Training Organization, and Heat question

Posted: Fri Aug 01, 2008 11:12 pm
by TexNav
Haha I will remember the 1 question at a time request. Thank you in advance.

Training Organization, and Heat question

Posted: Mon Aug 04, 2008 11:17 am
by Old Guy
I'm going to jump in on this thread with another question.

I'm also in the DFW area like TexNav. I went out Friday after work and did a CV workout when it was 105 degrees. I then ran about 6 miles Saturday afternoon (when it was 102) after officiating some indoor soccer games. I thought that running 10 miles on Sunday at 5 a.m. would feel relatively easy, but I had to quit after 8 miles because I felt really sick to my stomach.

Getting past the part where I'm an idiot, I'm trying to tie this in with the heat thread you had earlier where you mentioned one of your runners doing doubles right now because it's too hot to run the necessary miles in singles. Your runners are probably doing significant more miles than me, however.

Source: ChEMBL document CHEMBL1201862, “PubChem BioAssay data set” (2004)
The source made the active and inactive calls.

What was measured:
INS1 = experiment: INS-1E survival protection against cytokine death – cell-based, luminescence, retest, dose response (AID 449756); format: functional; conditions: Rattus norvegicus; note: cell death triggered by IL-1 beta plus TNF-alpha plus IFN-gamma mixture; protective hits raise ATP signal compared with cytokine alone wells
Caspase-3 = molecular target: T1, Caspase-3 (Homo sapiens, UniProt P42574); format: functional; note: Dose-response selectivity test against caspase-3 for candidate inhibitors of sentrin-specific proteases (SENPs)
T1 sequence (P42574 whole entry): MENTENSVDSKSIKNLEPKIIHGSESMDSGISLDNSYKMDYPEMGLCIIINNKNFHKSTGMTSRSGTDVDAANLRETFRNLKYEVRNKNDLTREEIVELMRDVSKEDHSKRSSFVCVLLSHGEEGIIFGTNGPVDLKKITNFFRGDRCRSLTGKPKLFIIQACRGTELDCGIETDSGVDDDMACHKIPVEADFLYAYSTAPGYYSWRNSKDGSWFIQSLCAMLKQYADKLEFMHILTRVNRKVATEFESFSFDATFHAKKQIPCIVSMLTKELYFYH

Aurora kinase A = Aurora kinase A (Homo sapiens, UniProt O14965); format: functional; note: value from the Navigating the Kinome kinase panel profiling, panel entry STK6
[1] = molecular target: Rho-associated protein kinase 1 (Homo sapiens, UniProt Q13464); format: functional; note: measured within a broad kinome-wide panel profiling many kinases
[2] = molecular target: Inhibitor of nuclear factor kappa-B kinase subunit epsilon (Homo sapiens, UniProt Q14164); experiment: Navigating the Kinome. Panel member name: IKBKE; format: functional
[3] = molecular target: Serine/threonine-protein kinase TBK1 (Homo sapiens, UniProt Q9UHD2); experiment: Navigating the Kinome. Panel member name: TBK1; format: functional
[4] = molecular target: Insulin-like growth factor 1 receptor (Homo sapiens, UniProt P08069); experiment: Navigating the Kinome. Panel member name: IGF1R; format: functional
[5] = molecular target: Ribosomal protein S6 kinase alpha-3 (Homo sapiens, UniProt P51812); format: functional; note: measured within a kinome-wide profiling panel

Should someone like me, currently trying to run 50-60 mpw, do doubles with this heat or just suck it up with singles?

Question 1a: :) If the answer to the above question is yes to doubles, how should I break things up if I'm running 8 miles most days with a 12-miler on Sundays?

I apologize for the two questions, but I didn't want you to have to take even more time to answer a follow-up question that is so closely related to the first question.

Training Organization, and Heat question

Posted: Mon Aug 04, 2008 11:46 am
by wysiwyg
my opinion:
if "sucking it up" in singles makes you ill, it defeats the object of training, if its uncomfortable but bearable do it.